Exercise! - how much workout?




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50lbstomuch
12-20-2006, 02:55 PM
since i started i have been working out 5 times a week but only once a day, is that enough? I do a 20 min denise austin fat blast tape.


Mami
12-20-2006, 04:32 PM
Let me start by saying that your workout routine is definitely a good start. Honestly though, my answer would be that you will need to try to step it up a notch, LITTLE BY LITTLE. My losses in inches and clothing size (though not necessarily in pounds) have really kicked up since I started exercising lots more (and a trainer at the gym recommended I really step up the cardio, which I was barely doing). Also, the cardio has become so much easier and more enjoyable (used to be absolute torture) since I've been doing it on a regular. You might want to try some variety as your body gets used to a certain work out and it not only becomes easier (and you will then burn less calories) but also more boring. Adding some weights will do a lot for your look and your metabolism. Also, just try on some days to do another DVD afterward or to do a longer DVD. This might not be possible now, but as you get in better shape, you will need to kick up the time or intensity so that you keep progressing. I started out on the cardio machines burning 150 calories per work out (so they say on the machine but even if not accurate it is a measure) a few months ago, I then stepped it up to burning 300 calories, then the following week 350, then last week I started burning 500 calories at each work out. I also do some weights during my work out, but I only do 4 days (sometimes 3), rather than 5 like you. But I do walk about 1 mile per day to get to and from work. My point is, your current work out sounds like a great starting point, but just remember that you will need to do more as your body becomes more aerobically efficient. But just keeping it up is probably the most important advice!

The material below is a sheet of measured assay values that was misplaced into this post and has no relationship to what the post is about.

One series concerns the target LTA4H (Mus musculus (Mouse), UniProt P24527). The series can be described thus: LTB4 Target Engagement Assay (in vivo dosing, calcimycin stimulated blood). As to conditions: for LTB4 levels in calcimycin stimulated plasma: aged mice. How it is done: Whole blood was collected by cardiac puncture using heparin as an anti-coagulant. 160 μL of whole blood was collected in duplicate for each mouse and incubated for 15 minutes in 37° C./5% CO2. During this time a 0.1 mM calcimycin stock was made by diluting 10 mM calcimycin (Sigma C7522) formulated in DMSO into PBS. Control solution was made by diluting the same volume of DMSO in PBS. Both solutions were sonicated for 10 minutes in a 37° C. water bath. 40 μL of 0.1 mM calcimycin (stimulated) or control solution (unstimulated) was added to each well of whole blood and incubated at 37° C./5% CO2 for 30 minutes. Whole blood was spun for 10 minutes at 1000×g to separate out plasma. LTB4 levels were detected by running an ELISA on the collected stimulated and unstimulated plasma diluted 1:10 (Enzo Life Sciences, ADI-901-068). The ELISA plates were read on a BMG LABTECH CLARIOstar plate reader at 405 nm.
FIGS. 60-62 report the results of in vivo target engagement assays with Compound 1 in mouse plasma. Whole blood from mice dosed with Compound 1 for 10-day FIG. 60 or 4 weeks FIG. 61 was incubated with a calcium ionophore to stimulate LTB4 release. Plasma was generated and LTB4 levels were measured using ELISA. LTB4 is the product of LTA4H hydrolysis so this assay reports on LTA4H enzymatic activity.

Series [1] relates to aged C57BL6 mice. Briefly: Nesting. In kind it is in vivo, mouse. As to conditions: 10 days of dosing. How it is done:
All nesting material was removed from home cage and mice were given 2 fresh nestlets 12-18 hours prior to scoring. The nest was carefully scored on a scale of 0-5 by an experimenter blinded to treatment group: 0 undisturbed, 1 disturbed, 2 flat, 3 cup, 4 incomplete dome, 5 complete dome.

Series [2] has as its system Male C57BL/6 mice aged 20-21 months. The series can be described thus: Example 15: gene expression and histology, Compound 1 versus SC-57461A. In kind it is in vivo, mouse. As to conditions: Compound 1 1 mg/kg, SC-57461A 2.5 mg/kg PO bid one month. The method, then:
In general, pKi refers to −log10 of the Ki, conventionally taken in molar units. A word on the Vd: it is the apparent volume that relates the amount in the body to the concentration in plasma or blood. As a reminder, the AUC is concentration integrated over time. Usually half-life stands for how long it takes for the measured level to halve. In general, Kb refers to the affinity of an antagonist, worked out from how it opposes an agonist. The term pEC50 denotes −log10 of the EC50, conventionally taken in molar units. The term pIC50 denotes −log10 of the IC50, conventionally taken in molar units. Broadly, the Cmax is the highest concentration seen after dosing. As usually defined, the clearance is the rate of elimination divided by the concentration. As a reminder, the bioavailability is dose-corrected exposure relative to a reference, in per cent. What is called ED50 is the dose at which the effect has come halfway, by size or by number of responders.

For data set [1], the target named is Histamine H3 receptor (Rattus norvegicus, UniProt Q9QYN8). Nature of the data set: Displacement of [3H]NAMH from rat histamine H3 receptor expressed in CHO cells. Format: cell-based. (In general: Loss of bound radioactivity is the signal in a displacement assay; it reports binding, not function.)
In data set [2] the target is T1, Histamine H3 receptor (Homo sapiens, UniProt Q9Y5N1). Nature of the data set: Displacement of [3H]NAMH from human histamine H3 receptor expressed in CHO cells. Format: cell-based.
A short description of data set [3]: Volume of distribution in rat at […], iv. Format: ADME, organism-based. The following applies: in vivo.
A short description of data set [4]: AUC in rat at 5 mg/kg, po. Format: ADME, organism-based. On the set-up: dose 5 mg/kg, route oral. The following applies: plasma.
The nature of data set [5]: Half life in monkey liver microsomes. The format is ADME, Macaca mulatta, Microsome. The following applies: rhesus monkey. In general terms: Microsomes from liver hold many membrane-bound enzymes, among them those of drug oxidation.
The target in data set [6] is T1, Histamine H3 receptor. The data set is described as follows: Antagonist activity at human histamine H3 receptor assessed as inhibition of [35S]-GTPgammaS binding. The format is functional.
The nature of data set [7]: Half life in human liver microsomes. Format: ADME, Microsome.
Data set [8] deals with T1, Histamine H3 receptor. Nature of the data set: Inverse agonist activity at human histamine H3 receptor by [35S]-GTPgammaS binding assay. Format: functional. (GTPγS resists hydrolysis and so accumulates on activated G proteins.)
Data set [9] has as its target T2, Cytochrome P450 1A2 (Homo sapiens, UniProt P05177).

Saoirsee
12-20-2006, 04:36 PM
This is something i've been trying to figure out as well. I've been going to the gym and working out for a good 30-40 minutes (mostly on the eliptical machine, but often i do a warm-up/cool-down few laps around the track above the pools). I do this 5 days a week. On day 6 i spend at least an hour or two swimming with my 2 year old. Day 7 i make sure to take my 2 year old outside for a walk, or to play in the snow.